A recurrent truncating germline mutation in the BRIP1/FANCJ gene and susceptibility to prostate cancer.
Kote-Jarai Z., Jugurnauth S., Mulholland S., Leongamornlert DA., Guy M., Edwards S., Tymrakiewitcz M., O'Brien L., Hall A., Wilkinson R., Al Olama AA., Morrison J., Muir K., Neal D., Donovan J., Hamdy F., Easton DF., Eeles R., UKGPCS Collaborators None., British Association of Urological Surgeons' Section of Oncology None.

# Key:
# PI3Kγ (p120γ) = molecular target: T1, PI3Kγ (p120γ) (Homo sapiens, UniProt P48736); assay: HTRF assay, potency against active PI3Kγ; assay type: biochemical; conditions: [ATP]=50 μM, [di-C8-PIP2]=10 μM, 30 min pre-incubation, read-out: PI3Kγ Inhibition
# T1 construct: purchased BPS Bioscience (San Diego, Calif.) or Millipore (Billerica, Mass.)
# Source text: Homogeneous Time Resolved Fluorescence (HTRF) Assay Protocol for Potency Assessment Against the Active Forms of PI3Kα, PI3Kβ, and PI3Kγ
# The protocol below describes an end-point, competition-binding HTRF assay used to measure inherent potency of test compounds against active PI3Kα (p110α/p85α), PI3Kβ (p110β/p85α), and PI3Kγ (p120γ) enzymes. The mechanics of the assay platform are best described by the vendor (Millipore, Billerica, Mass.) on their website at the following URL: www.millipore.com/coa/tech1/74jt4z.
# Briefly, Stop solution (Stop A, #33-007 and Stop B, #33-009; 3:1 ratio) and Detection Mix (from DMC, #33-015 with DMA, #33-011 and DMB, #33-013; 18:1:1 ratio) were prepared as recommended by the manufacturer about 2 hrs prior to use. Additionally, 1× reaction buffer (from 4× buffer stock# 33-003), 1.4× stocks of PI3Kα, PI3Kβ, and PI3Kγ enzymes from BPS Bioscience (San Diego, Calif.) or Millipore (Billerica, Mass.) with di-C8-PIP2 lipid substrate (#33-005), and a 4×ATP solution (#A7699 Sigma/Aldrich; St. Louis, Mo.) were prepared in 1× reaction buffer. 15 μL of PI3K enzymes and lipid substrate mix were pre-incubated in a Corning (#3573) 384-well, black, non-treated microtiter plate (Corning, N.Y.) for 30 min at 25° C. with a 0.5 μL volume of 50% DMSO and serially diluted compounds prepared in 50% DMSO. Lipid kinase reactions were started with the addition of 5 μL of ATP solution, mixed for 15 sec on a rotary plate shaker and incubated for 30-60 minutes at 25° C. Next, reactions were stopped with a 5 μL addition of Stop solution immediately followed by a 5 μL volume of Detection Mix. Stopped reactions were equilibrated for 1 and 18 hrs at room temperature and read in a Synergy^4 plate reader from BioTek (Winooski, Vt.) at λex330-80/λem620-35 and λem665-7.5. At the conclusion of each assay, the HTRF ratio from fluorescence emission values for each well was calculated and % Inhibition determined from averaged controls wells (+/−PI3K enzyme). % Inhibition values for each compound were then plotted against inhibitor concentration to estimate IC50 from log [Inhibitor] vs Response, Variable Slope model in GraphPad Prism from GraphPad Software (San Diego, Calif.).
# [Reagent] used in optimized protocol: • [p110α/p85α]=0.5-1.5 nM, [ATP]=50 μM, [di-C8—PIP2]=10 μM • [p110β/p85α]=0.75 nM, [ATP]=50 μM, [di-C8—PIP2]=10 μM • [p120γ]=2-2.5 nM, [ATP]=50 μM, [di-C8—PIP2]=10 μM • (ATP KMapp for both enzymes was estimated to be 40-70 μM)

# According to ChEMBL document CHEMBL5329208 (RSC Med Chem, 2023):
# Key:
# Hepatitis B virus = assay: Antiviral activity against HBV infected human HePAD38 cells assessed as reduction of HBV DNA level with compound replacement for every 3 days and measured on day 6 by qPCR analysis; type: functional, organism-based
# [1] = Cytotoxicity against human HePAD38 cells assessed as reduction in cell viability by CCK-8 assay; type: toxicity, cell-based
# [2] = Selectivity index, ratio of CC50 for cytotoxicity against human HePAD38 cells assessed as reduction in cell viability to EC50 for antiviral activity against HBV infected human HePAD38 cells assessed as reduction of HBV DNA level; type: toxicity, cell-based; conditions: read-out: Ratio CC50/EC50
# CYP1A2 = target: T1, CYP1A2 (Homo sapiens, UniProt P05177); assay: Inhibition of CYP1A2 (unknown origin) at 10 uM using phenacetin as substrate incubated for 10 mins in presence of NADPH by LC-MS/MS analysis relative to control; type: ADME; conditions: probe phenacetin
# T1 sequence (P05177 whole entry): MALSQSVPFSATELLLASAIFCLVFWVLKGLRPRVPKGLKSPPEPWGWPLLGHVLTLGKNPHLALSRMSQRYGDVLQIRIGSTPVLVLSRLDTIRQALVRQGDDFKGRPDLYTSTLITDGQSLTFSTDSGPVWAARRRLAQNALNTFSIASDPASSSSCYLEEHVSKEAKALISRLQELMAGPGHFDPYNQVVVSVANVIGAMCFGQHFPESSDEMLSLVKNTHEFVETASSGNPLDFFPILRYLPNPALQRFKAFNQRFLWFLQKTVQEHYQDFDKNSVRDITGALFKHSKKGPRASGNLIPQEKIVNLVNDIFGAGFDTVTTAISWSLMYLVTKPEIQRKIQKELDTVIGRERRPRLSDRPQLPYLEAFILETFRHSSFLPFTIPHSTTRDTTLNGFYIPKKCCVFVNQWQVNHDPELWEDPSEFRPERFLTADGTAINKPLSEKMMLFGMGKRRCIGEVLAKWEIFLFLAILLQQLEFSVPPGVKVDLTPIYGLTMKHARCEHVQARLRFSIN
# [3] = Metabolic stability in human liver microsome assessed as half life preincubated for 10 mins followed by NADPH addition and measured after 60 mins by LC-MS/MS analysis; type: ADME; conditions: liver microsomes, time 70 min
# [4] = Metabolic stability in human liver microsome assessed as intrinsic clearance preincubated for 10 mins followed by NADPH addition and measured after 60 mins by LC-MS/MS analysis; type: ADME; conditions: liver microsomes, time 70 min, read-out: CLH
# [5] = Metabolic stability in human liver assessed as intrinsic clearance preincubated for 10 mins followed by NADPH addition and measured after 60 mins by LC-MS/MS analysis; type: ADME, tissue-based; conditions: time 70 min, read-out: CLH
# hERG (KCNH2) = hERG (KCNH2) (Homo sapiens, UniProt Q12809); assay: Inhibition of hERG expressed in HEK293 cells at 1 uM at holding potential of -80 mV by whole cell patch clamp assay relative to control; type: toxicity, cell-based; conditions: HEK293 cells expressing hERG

Although prostate cancer (PrCa) is one of the most common cancers in men in Western countries, little is known about the inherited factors that influence PrCa risk. On the basis of the fact that BRIP1/FANCJ interacts with BRCA1 and functions as a regulator of DNA double-strand break repair pathways, and that germline mutations within the BRIP1/FANCJ gene predispose to breast cancer, we chose this gene as a candidate for mutation screening in familial and young-onset PrCa cases. We identified a truncating mutation, R798X, in the BRIP1/FANCJ gene in 4 out of 2714 UK PrCa cases enriched for familial (2 out of 641; 0.3%) and young-onset cases (2 out of 2073; 0.1%). On screening 2045 controls from the UK population, we found one R798X sequence alteration (0.05%; odds ratio 2.4 (95% CI 0.25-23.4)). In addition, using our data from a genome-wide association study, we analysed 25 SNPs in the genomic region of the BRIP1/FANCJ gene. Two SNPs showed evidence of association with familial and young-onset PrCa (rs6504074; P(trend)=0.04 and rs8076727; P(trend)=0.01). These results suggest that truncating mutations in BRIP1/FANCJ might confer an increased risk of PrCa and common SNPs might also contribute to the alteration of risk, but larger case-control series will be required to confirm or refute this association.